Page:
The Supreme Court in a split decision of six to one dismissed the suit filed by the Cross River state government challenging the suspension and trial of former Chief Justice of Nigeria (CJN), Justice Walter Onnoghen for being incompetent.
In a dissenting judgment, Justice Mary Peter-Odili granted all the reliefs sought by the plaintiff after holding that it has the locus standi to institute the legal action.
Justice Odilli who dismissed the preliminary objection filed by the Federal government held that it was proper for the plaintiff to bring the action having been clothed with locus standi.
In her dissenting judgment, Justice Odilli held that the Code of Conduct Tribunal (CCT) lacked the jurisdiction to adjudicate on the criminal charge against Onnoghen, adding that, as a judicial officer, the matter ought to have been handled by the National Judicial Council (NJC) first as in Nganjiwa Vs Federal Republic of Nigeria (2017).
Cross River State had in a suit marked SC/145/2019 filed by its Attorney General challenged the suspension and trial of Justice Onnoghen at the CCT and equally asked the apex court to quash the charge against Onnoghen, who is an indigene of the state.
But in a majority judgment, six out of the seven justices of the court on the panel, held that the plaintiff lacked the requisite locus standi to institute the suit.
Other Justices of the Supreme Court who agreed with the majority judgment delivered by Justice Paul Galilje were Justice Olabode Rodes Vivour; Musa Daitijo Mohammed; Kudirat Kekere- Ekun; John Inyang Okoro and Justice Sidi Bage.
At the last adjourned date when the case came up, counsel for the plaintiff, Locius Nwosu (SAN) had, while adopting his brief of argument urged the court to grant the reliefs sought by the state.
On his part, counsel to the defendants and the Solicitor-General of the Federation, Dayo Akpata argued his notice of preliminary objection in urging the court to dismiss the suit on the ground that the plaintiff lacked the locus standi to institute the action.
In a notice of preliminary objections filed by Attorney General of the Federation and Minister of Justice, Abubakar Malami (SAN), the Federal government challenged the jurisdiction of the court to entertain the matter on the grounds that there is no dispute between the defendants in this suit and the plaintiff as envisaged under section 232(1) of the 1999 constitution (as amended).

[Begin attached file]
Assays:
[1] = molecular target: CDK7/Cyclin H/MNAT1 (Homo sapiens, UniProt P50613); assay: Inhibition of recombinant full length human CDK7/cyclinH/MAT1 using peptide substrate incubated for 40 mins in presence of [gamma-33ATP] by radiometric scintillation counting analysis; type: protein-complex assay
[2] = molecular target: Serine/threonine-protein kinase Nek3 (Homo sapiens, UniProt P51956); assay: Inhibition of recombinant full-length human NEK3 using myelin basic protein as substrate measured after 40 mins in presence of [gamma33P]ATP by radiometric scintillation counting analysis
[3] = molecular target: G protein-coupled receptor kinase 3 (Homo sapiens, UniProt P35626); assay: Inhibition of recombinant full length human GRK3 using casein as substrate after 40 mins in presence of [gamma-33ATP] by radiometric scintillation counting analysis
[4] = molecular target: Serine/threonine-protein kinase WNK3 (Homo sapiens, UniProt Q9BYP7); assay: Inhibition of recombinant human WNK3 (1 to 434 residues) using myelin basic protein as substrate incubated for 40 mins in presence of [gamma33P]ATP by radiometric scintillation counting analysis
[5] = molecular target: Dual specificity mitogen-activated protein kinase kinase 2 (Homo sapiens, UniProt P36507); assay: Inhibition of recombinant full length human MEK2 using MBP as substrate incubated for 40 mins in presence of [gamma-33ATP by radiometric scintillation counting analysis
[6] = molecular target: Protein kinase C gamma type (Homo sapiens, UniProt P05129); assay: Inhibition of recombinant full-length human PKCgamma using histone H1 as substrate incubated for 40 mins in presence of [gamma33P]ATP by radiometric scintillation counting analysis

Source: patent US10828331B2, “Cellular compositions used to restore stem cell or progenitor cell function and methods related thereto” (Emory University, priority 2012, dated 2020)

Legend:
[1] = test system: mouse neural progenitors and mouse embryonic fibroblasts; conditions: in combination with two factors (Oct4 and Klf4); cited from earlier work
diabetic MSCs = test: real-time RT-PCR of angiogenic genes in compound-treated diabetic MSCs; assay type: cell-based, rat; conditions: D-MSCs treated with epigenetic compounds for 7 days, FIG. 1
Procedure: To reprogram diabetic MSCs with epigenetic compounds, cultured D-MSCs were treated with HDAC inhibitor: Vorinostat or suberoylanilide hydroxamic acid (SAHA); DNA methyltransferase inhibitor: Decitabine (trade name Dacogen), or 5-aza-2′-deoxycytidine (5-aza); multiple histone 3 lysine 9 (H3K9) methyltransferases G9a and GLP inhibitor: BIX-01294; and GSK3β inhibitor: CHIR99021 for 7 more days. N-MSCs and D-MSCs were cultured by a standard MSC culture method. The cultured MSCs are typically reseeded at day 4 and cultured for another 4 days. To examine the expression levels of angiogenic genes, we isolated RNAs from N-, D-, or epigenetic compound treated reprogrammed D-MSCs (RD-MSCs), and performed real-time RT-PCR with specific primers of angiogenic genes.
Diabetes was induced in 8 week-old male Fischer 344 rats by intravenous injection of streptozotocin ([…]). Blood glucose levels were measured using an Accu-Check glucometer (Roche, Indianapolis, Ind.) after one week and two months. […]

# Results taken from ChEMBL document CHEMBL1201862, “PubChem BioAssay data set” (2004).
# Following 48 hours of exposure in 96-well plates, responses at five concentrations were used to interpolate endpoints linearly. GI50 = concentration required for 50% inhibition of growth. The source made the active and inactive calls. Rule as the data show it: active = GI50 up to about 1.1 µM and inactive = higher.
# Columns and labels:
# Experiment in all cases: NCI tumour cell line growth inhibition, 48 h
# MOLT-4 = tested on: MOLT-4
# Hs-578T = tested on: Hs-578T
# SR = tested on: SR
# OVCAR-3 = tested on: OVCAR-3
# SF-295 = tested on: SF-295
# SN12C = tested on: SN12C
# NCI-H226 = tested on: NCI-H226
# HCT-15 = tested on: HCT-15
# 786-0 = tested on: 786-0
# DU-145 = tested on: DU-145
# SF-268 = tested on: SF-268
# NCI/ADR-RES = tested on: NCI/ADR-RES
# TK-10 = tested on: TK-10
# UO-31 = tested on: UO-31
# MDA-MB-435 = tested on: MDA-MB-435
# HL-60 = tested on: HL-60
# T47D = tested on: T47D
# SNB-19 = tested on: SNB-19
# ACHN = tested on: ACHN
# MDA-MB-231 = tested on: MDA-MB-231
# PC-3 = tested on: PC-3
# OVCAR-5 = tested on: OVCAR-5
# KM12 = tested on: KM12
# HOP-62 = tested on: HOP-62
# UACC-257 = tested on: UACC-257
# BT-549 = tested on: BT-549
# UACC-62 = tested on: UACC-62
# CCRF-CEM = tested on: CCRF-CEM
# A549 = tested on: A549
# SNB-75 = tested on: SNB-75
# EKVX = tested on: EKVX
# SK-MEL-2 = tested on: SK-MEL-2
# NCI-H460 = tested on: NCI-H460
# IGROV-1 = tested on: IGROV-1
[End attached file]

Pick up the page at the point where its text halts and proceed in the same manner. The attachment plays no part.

It is also the contention of the Federal government that, “the subject matter of this suit is personal to Justice Onnoghen Walter Samuel and does not in any way affects the Cross River state government as to confer it with the locus to institute this suit.
“The reliefs and claims made herein by the plaintiff are not for the benefit of Cross River State but personal to Justice Onnoghen”.
Besides, Akpata informed the apex court that the subject matter of the suit is already before the Court of Appeal which has reserved judgment, adding that the action of the Cross River State amounted to ” forum shopping and an abuse of court process.”
The plaintiff counsel, Locius Nwosu insisted that the case of his client is different from the appeal filed by Justice Onnoghen at the Court of Appeal, saying that, “My lords, the suit is not about Justice Onnoghen but about the interpretation of the constitution.
” It is for the interpretation of the provisions of the 1999 constitution, particularly sections 4,5,6, 153(1), 158(1), Paragraph 21(b) of Part 1 of the Third Schedule of the 1999 constitution (as amended), the purported filling of the charge in charge No. CCT/ABJ/01/19 between FGN vs Hon. Justice Onnoghen Nkanu Walter Samuel before the Code of Conduct Tribunal, against a Judicial officer who, in this case is the CJN, without any formal complaint having been made against him to the NJC, robbed the tribunal of jurisdiction to try the charge, and all the proceedings relating thereto are null and void, a nullity.
In the originating summons, the plaintiff posed four questions for the determination of the Supreme Court and an order setting aside the charge and proceedings in charge No. CCT/ABJ/01/19 between FGN Vs Justice Hon. Onnoghen Nkanu Walter Samuel.
An order of injunction restraining the defendants by themselves, their agents or privies from further initiating or proceeding with any similar charge or charges as in charge No. CCT/ABJ/01/19 between FGN Vs Justice Onnoghen Nkanu Walter Samuel, CJN and or any judicial officer of the superior court created by the Constitution in Nigeria until a formal report of misconduct is first made to and investigated by the National Judicial Council.
The originating summons is supported by 11 paragraph affidavit deposed to by Ibi Mboto, a legal practitioner of Ministry of Justice, Calabar.
He deposed to the fact that “Honourable Onnoghen Nkanu Walter Samuel the current Chief Justice of Nigeria is an indigene of Cross- River State and therefore the highest judicial officer from the state.
“That I know that since January 14, 2019, it has been within the public domain that the Executive arm of government through the office of the Attorney General of the Federation framed a charge against the Hon. Justice Onnoghen Nkanu Walter Samuel, the Chief Justice of Nigeria for a breach of the Code of Conduct on declaration of assets without reference to the NJC.
“That I know that by the charge the defendants have breached the Constitution as it relates to the separation of powers by seeking to discipline judicial officer without complying with due process of channelling whatever allegation to the NJC.